Boomer Beat: Port Edward Restaurant a great dining experience
As the snow mounts and winter continues, a fun dining experience can be had at Port Edward Restaurant in the heart of downtown Algonquin.
The local landmark has been featured on the show “Check Please” and highlighted by the AAA Motor Club as “one of Mid-America’s most unusual restaurants.”
Algonquin, you have to admit, is a unique place with a picturesque quality. No matter what direction you approach from, you have to negotiate a steep hill to reach the center of the town at Algonquin Road and Route 31. As you descend, wooded hills surround you, roads narrow and Victorian houses or early-20th century storefronts are on either side. Standing on the bridge over the Fox River and looking around evokes a feeling of being nestled in the valley and gives the location a romantic quality.
Now, I know some readers also will recognize the center of Algonquin as a place where they have spent way too much time sitting in traffic. However, to all appearances, those days are coming to a close as the Route 31 bypass nears completion. The new multi-lane road will take traffic around, rather than through, downtown Algonquin.
I asked a local businessman if he was concerned re-routing traffic would mean fewer customers. “Quite the contrary,” was his reply. Without the traffic jam, he said, people will be more likely to come into town to visit stores and restaurants.
One of the places that will continue to attract visitors is Port Edward. 2014 will mark its 50th year of operation. Despite the number and variety of restaurants that have opened in recent years, Port Edward still stands out as a first-rate.
When my husband took me there for my birthday, it was a nostalgic occasion. Port Edward, you see, was the first up-scale restaurant we went to after moving to Crystal Lake, and it has been a place to celebrate several mile stones in our family’s history.
The first thing you notice when entering the restaurant is an indoor harbor containing a welcoming 25-foot authentic sailboat named the Porpoise. Patrons can request a table in the cabin of the boat for an intimate and memorable dining experience. (The size of the boat limits the number of diners to four.) The surrounding décor suggests a town on the ocean’s coast. Picturesque lobster traps, nautical carvings and vintage boards of long-leaf yellow pine might start you thinking about ordering a lobster from the restaurant’s large tank.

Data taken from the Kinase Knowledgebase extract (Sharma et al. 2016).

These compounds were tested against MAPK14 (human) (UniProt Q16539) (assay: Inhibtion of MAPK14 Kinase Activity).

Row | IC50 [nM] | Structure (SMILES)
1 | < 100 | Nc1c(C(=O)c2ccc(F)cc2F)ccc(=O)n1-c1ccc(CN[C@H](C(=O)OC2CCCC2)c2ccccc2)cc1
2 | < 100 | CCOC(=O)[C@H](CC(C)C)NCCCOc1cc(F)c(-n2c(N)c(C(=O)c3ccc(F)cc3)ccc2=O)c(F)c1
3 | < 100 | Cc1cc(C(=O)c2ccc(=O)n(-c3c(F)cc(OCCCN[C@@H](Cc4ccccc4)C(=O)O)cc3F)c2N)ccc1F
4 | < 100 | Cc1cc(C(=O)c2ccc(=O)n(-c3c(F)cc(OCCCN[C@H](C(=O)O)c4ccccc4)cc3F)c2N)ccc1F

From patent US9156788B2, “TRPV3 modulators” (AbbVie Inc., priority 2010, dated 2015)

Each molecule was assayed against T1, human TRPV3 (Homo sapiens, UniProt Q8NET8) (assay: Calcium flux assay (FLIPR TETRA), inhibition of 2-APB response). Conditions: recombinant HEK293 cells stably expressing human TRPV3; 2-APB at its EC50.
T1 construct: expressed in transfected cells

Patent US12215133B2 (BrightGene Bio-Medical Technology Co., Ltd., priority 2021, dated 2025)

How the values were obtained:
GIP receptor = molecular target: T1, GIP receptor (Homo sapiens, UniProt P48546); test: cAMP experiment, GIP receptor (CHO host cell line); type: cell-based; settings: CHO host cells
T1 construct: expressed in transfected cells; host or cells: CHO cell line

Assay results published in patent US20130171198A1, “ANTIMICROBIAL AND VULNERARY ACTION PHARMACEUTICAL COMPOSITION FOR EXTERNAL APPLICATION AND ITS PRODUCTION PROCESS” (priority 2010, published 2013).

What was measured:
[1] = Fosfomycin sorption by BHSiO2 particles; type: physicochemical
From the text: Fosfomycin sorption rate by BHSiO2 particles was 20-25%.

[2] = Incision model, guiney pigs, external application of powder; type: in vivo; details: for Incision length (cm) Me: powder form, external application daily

There are two other special seating opportunities at Port Edward. One is a room reconstructed from an old windmill, and the other is a “secret room” inspired by the House of Seven Gables in Salem, Mass.
During the summer, they have nights when guests who want to dine outdoors can bring their dogs with them. Funds raised on these dog-days of summer are given to local animal foundations.
Yet another highlight of this restaurant is the Friday international seafood buffet. Seafood specialties including lobster bisque, paella Valenciano, freshly shucked oysters and clams, and a sushi bar, and it is a wonderful dining experience to start the weekend.
There also is a sumptuous award-winning Sunday champagne brunch, where you can choose from made-to-order omelets, eggs benedict, cheese blintzes, fresh Belgium waffles, clams casino, smoked salmon, french fried shrimp, smoked salmon, chef’s London broil and a turkey carving station; plus assorted pastries, pies, chocolate-covered strawberries, crème brûlée and bread pudding.
Lunch fare includes delicious soups ranging from New England clam chowder to Manhattan lobster bisque, seafood salads, burgers and their famous New England lobster roll.
When we visited Port Edward recently, I enjoyed an 8-ounce Brazilian lobster tail with drawn butter, mashed potatoes and fresh vegetables. My husband enjoyed a dish called Hemingway’s Trout made from an authentic Ernest Hemingway recipe for whole Idaho trout. Both dinner entrées were outstanding. Top of the line steaks, chops and chicken also are available.
It is unlikely a stroll along the river is in your near future, but keep it in mind when warmer weather comes.
The restaurant is on the banks of the Fox River on Algonquin Road (Route 62). They have a very helpful website, www.portedward.com. In addition they can be reached at 847-658-5441 or firstname.lastname@example.org.
• Sue Neuschel shares her experiences as a Baby Boomer, offers unique places to visit in and around McHenry County. She can be reached at email@example.com.